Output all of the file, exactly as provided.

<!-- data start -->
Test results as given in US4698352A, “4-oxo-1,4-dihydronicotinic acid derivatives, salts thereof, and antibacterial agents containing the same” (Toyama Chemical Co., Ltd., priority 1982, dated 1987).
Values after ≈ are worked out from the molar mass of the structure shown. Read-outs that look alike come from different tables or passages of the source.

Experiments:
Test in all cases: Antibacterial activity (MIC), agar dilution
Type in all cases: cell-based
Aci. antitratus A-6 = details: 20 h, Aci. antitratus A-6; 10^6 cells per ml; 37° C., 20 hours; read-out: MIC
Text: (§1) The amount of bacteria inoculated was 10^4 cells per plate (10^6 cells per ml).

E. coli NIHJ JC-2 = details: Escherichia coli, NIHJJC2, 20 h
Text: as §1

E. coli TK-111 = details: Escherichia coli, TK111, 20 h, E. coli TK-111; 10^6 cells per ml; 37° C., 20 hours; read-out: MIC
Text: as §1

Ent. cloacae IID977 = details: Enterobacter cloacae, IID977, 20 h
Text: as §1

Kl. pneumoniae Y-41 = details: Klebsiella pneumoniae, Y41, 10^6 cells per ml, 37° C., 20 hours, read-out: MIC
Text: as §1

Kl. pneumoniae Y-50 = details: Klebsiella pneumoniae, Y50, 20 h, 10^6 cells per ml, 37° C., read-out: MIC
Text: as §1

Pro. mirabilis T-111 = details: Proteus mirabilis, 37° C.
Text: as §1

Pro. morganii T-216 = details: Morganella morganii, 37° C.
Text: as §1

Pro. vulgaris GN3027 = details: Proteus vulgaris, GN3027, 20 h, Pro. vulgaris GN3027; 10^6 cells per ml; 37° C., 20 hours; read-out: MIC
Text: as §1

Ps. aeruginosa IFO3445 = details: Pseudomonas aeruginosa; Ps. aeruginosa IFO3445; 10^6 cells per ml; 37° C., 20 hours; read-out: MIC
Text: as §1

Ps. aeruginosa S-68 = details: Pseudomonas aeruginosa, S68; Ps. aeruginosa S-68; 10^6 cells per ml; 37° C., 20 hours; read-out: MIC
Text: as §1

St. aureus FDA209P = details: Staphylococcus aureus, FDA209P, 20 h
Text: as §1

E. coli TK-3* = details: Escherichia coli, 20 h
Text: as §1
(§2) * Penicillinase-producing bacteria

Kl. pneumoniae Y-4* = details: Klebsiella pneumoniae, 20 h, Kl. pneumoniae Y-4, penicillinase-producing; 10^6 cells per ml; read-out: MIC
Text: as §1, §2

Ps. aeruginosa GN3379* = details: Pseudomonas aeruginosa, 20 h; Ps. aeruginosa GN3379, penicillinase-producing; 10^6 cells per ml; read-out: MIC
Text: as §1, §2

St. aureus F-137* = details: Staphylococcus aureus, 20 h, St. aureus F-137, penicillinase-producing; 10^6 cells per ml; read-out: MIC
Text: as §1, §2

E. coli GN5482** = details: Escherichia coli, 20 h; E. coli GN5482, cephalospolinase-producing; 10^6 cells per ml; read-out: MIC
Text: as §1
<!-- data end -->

Test results as given in US4698352A, “4-oxo-1,4-dihydronicotinic acid derivatives, salts thereof, and antibacterial agents containing the same” (Toyama Chemical Co., Ltd., priority 1982, dated 1987).
Values after ≈ are worked out from the molar mass of the structure shown. Read-outs that look alike come from different tables or passages of the source.

Experiments:
Test in all cases: Antibacterial activity (MIC), agar dilution
Type in all cases: cell-based
Aci. antitratus A-6 = details: 20 h, Aci. antitratus A-6; 10^6 cells per ml; 37° C., 20 hours; read-out: MIC
Text: (§1) The amount of bacteria inoculated was 10^4 cells per plate (10^6 cells per ml).

E. coli NIHJ JC-2 = details: Escherichia coli, NIHJJC2, 20 h
Text: as §1

E. coli TK-111 = details: Escherichia coli, TK111, 20 h, E. coli TK-111; 10^6 cells per ml; 37° C., 20 hours; read-out: MIC
Text: as §1

Ent. cloacae IID977 = details: Enterobacter cloacae, IID977, 20 h
Text: as §1

Kl. pneumoniae Y-41 = details: Klebsiella pneumoniae, Y41, 10^6 cells per ml, 37° C., 20 hours, read-out: MIC
Text: as §1

Kl. pneumoniae Y-50 = details: Klebsiella pneumoniae, Y50, 20 h, 10^6 cells per ml, 37° C., read-out: MIC
Text: as §1

Pro. mirabilis T-111 = details: Proteus mirabilis, 37° C.
Text: as §1

Pro. morganii T-216 = details: Morganella morganii, 37° C.
Text: as §1

Pro. vulgaris GN3027 = details: Proteus vulgaris, GN3027, 20 h, Pro. vulgaris GN3027; 10^6 cells per ml; 37° C., 20 hours; read-out: MIC
Text: as §1

Ps. aeruginosa IFO3445 = details: Pseudomonas aeruginosa; Ps. aeruginosa IFO3445; 10^6 cells per ml; 37° C., 20 hours; read-out: MIC
Text: as §1

Ps. aeruginosa S-68 = details: Pseudomonas aeruginosa, S68; Ps. aeruginosa S-68; 10^6 cells per ml; 37° C., 20 hours; read-out: MIC
Text: as §1

St. aureus FDA209P = details: Staphylococcus aureus, FDA209P, 20 h
Text: as §1

E. coli TK-3* = details: Escherichia coli, 20 h
Text: as §1
(§2) * Penicillinase-producing bacteria

Kl. pneumoniae Y-4* = details: Klebsiella pneumoniae, 20 h, Kl. pneumoniae Y-4, penicillinase-producing; 10^6 cells per ml; read-out: MIC
Text: as §1, §2

Ps. aeruginosa GN3379* = details: Pseudomonas aeruginosa, 20 h; Ps. aeruginosa GN3379, penicillinase-producing; 10^6 cells per ml; read-out: MIC
Text: as §1, §2

St. aureus F-137* = details: Staphylococcus aureus, 20 h, St. aureus F-137, penicillinase-producing; 10^6 cells per ml; read-out: MIC
Text: as §1, §2

E. coli GN5482** = details: Escherichia coli, 20 h; E. coli GN5482, cephalospolinase-producing; 10^6 cells per ml; read-out: MIC
Text: as §1